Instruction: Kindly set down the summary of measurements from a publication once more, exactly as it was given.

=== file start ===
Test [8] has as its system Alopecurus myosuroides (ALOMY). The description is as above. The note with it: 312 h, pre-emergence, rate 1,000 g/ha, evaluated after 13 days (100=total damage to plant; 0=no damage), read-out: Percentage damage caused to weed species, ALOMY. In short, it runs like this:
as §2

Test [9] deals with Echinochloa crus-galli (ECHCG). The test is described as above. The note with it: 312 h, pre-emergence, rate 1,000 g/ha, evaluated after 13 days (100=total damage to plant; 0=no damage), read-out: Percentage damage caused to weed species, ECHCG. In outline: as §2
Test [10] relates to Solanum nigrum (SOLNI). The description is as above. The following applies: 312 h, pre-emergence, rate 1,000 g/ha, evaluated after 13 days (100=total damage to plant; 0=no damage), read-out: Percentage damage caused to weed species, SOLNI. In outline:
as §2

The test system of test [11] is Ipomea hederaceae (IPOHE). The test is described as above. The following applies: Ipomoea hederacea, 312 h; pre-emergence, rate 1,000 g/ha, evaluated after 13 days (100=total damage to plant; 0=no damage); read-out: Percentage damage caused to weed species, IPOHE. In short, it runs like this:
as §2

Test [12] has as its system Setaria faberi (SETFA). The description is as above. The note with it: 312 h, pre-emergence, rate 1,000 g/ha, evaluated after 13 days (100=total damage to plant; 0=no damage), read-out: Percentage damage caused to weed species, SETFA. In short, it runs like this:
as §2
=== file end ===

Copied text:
Test [8] has as its system Alopecurus myosuroides (ALOMY). The description is as above. The note with it: 312 h, pre-emergence, rate 1,000 g/ha, evaluated after 13 days (100=total damage to plant; 0=no damage), read-out: Percentage damage caused to weed species, ALOMY. In short, it runs like this:
as §2

Test [9] deals with Echinochloa crus-galli (ECHCG). The test is described as above. The note with it: 312 h, pre-emergence, rate 1,000 g/ha, evaluated after 13 days (100=total damage to plant; 0=no damage), read-out: Percentage damage caused to weed species, ECHCG. In outline: as §2
Test [10] relates to Solanum nigrum (SOLNI). The description is as above. The following applies: 312 h, pre-emergence, rate 1,000 g/ha, evaluated after 13 days (100=total damage to plant; 0=no damage), read-out: Percentage damage caused to weed species, SOLNI. In outline:
as §2

The test system of test [11] is Ipomea hederaceae (IPOHE). The test is described as above. The following applies: Ipomoea hederacea, 312 h; pre-emergence, rate 1,000 g/ha, evaluated after 13 days (100=total damage to plant; 0=no damage); read-out: Percentage damage caused to weed species, IPOHE. In short, it runs like this:
as §2

Test [12] has as its system Setaria faberi (SETFA). The description is as above. The note with it: 312 h, pre-emergence, rate 1,000 g/ha, evaluated after 13 days (100=total damage to plant; 0=no damage), read-out: Percentage damage caused to weed species, SETFA. In short, it runs like this:
as §2